Making sense of science

The Science of Flying Robots


The buzz of propellers, brilliant flashing lights, and vibrating controllers – gamers will soon be able to compete in a new kind of arena. Even as they disrupted the market, recreational drones still required users to undergo hours of training. Robotics researchers working in partnership with Drone Interactive have developed an app both fun and impressive, in a gaming center in the suburbs of Lyon. The Arcadrone platform creates a game where four players can compete simultaneously, easily piloting drones even if they’ve never flown before!

In order to make a game like this accessible to such a large audience, Drone Interactive had to overcome a number of technical challenges along the way.


We have four drones in a 25 square meter arena that is just 2.5m high. It’s relatively small. If we were to put four manual drones in here with pilots who have never flown drones before, without a doubt, after 30 seconds the drones would end in a heap on the floor. 

It was a serious technical challenge to come up with something more readily accessible. From six years old and up, people can play with this system. No collision is possible between the drones, however you can still push the other drones around, which is a fun element of the game. They can’t escape the arena as they’ll run into their own virtual barriers. Imagine the drones surrounded by balls of energy which prevent contact and the resulting crashes.

The arena is equipped with multiple motion-capture cameras that record the real-time location of each machine. Controller in hand, the player manipulates the drone from a distance. But tomorrow, they could be plunged into an entirely different universe. Arcadrone is developing games using augmented reality. The player, equipped with special glasses, can see 3D game elements projected into their field of vision and that interact directly with the drones in the arena. In order to make all this possible, speed, stability, and obstacle avoidance all rely on powerful algorithms. Drone Interactive has also collaborated with specialists in machine-human interaction.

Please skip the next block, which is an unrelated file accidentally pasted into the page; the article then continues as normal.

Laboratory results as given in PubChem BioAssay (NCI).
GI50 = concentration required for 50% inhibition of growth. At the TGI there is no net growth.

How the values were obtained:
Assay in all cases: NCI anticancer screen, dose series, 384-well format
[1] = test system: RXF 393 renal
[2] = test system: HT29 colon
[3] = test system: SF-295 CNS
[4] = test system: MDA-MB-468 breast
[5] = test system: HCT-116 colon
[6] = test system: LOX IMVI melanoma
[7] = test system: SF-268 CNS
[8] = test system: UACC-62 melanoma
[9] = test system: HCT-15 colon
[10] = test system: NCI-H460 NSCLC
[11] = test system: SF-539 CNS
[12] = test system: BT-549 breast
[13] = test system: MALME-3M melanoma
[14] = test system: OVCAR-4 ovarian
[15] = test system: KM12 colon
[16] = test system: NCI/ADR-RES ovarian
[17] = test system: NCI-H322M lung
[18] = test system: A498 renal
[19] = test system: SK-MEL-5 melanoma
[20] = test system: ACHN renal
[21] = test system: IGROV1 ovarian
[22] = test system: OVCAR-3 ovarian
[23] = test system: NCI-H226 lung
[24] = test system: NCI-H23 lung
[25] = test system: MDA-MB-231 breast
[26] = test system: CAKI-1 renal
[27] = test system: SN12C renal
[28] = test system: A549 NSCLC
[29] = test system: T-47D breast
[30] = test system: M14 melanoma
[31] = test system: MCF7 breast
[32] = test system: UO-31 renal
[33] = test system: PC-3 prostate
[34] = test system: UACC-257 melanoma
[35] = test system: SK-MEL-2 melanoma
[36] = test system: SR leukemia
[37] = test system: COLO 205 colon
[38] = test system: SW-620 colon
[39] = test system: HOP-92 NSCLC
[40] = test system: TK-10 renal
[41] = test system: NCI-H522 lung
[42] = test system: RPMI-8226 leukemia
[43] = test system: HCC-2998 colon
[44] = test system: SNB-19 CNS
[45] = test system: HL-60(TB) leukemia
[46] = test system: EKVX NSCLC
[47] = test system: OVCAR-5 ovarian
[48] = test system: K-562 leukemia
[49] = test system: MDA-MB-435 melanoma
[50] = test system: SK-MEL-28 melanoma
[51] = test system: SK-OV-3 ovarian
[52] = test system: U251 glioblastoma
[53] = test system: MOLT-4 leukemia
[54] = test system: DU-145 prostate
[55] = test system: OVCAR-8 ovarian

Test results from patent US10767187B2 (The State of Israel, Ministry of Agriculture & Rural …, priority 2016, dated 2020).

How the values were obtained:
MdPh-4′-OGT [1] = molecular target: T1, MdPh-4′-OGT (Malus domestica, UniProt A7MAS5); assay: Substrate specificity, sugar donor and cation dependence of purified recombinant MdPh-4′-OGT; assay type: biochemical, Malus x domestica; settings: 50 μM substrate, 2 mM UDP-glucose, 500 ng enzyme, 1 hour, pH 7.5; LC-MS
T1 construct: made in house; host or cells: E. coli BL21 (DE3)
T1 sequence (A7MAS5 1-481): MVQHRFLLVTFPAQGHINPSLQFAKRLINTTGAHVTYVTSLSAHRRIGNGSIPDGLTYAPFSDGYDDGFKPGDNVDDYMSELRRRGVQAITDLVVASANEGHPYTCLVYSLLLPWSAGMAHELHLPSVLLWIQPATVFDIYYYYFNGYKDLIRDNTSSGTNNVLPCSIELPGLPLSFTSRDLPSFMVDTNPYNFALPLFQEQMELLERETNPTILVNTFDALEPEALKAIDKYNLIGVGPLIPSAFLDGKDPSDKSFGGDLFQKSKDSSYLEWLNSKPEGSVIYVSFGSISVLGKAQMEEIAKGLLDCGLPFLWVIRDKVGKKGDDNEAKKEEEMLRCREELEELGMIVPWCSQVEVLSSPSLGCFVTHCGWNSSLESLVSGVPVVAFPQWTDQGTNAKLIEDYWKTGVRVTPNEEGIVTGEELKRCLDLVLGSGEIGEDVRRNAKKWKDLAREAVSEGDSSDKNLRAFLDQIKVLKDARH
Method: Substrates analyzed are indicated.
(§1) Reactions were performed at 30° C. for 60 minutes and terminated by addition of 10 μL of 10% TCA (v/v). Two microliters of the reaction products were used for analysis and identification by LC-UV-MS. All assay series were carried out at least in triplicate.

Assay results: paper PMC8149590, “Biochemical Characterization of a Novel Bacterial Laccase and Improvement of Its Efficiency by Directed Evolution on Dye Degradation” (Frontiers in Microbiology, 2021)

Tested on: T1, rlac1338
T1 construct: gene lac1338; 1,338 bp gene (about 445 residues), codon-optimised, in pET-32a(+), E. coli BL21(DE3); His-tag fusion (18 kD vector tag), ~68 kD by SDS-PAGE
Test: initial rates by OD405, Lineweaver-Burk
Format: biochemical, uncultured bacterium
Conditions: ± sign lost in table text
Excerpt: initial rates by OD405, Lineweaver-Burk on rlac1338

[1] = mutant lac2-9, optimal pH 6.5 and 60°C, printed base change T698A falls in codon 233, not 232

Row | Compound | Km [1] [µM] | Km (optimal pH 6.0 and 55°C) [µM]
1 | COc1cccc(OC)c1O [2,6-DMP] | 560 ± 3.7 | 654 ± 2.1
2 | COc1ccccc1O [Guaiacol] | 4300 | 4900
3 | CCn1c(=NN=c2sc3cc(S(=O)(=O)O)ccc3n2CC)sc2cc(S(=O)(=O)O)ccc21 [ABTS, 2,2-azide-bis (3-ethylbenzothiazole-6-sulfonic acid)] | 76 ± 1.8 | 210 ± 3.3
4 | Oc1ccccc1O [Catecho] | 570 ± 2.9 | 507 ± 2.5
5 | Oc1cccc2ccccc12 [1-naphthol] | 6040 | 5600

For the last 15 years, research teams at the GIPSA lab in the French Alps, have been working on drone technology. The scientific problems include flight safety, drone control, obstacle avoidance, and even the vulnerabilities to hacking. They’re creating algorithms for this alongside industrial partners. In order to efficiently prove their mathematical tools, the scientists are testing them against benchmarks within virtual simulations.


Our main interest is to be able to run a large number of tests and gather statistics on the algorithms we’re using. It’s something we couldn’t do outside, because we don’t have a massive fleet of drones to expend. 

Our secondary interest is in obtaining a more objective tool to analyze the results. That is to say that when we fly outside or in certain conditions, we can’t compare what we did to what people would do in South America for example. So the second advantage of the benchmark is to have something extremely repeatable and comparable. 

After having validated their algorithms in a virtual universe, the researchers put them to the test in the real world within this indoor obstacle course. These drones, made in this same lab, need to follow a pre-set flight plan and autonomously avoid obstacles. It’s a more cost-effective way of testing the algorithms before running further tests outdoors.

As the world prepares for drones to deliver packages, secure sensitive sites, or even transport organs, researchers are rushing to explore all scientific problems linked to these autonomous flying machines.


One of the main problems with drones is autonomy, which is relatively limited due to battery usage. This limitation is one that our research will help lift by working not only on the batteries, but equally by using hybrid drones which could improve flight times and load-bearing capacity. Even as we work towards applications like delivery, there’s already a lot of talk, which means we have to be mindful of how the public will react to this technology. At the moment we’ve mastered getting a drone to take off from one point and land at another completely autonomously. Unfortunately, we can’t guarantee that it will avoid obstacles, nor can we be sure that if there’s a problem en route, it will be able to find a safe solution given its environment.

As we wait to see drones evolve to fly autonomously through our cities, scientists are also developing the necessary legal framework based on what currently exists for conventional aircraft. 

One e-commerce giant has already announced their first home deliveries for 2020 in the US, delivering packages of up to 2kg automatically within a 25km radius. One step closer to living in our science fiction future...


The Science of Flying Robots


From the research lab... to the game room! A team of robotics scientists has developed powerful algorithms that secure drone flights so well that anyone can fly them without fear of crashing. The tech startup Drone Interactive tapped into the basic science shaped at the GIPSA-Lab in the French Alps where researchers and engineers are working on the future of flying robots.

About this video
Original title:
The Future of Flying Machines
Production year:
6 min 05
Pierre de Parscau
CNRS Images
Speaker(s) :
Nicolas Marchand (CNRS)
Matthieu Muschinowski (CNRS)
Grenoble Images Parole Signal Automatique - GIPSA-lab
CNRS / Grenoble INP / Université Grenoble Alpes
Vincent Rigau
Drone Interactive


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